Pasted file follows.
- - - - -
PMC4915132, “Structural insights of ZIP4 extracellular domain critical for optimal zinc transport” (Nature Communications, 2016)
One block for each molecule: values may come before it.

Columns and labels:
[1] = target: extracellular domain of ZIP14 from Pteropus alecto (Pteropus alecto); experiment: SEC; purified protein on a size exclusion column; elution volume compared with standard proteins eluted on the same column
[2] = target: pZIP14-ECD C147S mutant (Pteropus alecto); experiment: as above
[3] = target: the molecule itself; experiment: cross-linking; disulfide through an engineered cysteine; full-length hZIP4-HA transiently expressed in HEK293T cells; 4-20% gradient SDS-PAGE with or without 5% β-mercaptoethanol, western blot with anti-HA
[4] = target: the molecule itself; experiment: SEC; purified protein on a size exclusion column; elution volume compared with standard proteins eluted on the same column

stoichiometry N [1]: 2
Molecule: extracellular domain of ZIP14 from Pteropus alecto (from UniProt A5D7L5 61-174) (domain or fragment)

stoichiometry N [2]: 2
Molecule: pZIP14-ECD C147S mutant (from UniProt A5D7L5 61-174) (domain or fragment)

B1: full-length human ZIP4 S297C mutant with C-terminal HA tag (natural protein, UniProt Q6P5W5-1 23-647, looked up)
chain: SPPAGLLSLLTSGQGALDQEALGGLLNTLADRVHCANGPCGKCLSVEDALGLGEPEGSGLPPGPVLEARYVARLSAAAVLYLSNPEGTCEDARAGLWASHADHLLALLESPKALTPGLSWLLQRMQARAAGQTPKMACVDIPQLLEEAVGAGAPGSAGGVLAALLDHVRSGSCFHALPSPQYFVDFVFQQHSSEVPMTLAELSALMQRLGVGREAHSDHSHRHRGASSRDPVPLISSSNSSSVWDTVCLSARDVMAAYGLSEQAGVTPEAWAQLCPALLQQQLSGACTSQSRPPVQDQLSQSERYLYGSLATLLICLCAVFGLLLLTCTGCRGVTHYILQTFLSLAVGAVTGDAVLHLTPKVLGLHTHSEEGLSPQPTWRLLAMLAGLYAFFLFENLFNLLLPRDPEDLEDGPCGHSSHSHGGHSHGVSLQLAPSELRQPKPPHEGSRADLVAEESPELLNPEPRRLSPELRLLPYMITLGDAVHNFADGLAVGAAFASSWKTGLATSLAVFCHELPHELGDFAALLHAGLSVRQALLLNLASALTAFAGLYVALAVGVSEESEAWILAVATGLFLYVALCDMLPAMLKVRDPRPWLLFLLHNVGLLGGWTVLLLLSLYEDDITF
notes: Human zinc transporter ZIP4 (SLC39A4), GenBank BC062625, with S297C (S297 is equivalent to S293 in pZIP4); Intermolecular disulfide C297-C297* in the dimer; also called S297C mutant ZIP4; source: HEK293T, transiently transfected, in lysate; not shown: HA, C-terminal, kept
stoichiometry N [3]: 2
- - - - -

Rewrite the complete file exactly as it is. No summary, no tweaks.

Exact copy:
PMC4915132, “Structural insights of ZIP4 extracellular domain critical for optimal zinc transport” (Nature Communications, 2016)
One block for each molecule: values may come before it.

Columns and labels:
[1] = target: extracellular domain of ZIP14 from Pteropus alecto (Pteropus alecto); experiment: SEC; purified protein on a size exclusion column; elution volume compared with standard proteins eluted on the same column
[2] = target: pZIP14-ECD C147S mutant (Pteropus alecto); experiment: as above
[3] = target: the molecule itself; experiment: cross-linking; disulfide through an engineered cysteine; full-length hZIP4-HA transiently expressed in HEK293T cells; 4-20% gradient SDS-PAGE with or without 5% β-mercaptoethanol, western blot with anti-HA
[4] = target: the molecule itself; experiment: SEC; purified protein on a size exclusion column; elution volume compared with standard proteins eluted on the same column

stoichiometry N [1]: 2
Molecule: extracellular domain of ZIP14 from Pteropus alecto (from UniProt A5D7L5 61-174) (domain or fragment)

stoichiometry N [2]: 2
Molecule: pZIP14-ECD C147S mutant (from UniProt A5D7L5 61-174) (domain or fragment)

B1: full-length human ZIP4 S297C mutant with C-terminal HA tag (natural protein, UniProt Q6P5W5-1 23-647, looked up)
chain: SPPAGLLSLLTSGQGALDQEALGGLLNTLADRVHCANGPCGKCLSVEDALGLGEPEGSGLPPGPVLEARYVARLSAAAVLYLSNPEGTCEDARAGLWASHADHLLALLESPKALTPGLSWLLQRMQARAAGQTPKMACVDIPQLLEEAVGAGAPGSAGGVLAALLDHVRSGSCFHALPSPQYFVDFVFQQHSSEVPMTLAELSALMQRLGVGREAHSDHSHRHRGASSRDPVPLISSSNSSSVWDTVCLSARDVMAAYGLSEQAGVTPEAWAQLCPALLQQQLSGACTSQSRPPVQDQLSQSERYLYGSLATLLICLCAVFGLLLLTCTGCRGVTHYILQTFLSLAVGAVTGDAVLHLTPKVLGLHTHSEEGLSPQPTWRLLAMLAGLYAFFLFENLFNLLLPRDPEDLEDGPCGHSSHSHGGHSHGVSLQLAPSELRQPKPPHEGSRADLVAEESPELLNPEPRRLSPELRLLPYMITLGDAVHNFADGLAVGAAFASSWKTGLATSLAVFCHELPHELGDFAALLHAGLSVRQALLLNLASALTAFAGLYVALAVGVSEESEAWILAVATGLFLYVALCDMLPAMLKVRDPRPWLLFLLHNVGLLGGWTVLLLLSLYEDDITF
notes: Human zinc transporter ZIP4 (SLC39A4), GenBank BC062625, with S297C (S297 is equivalent to S293 in pZIP4); Intermolecular disulfide C297-C297* in the dimer; also called S297C mutant ZIP4; source: HEK293T, transiently transfected, in lysate; not shown: HA, C-terminal, kept
stoichiometry N [3]: 2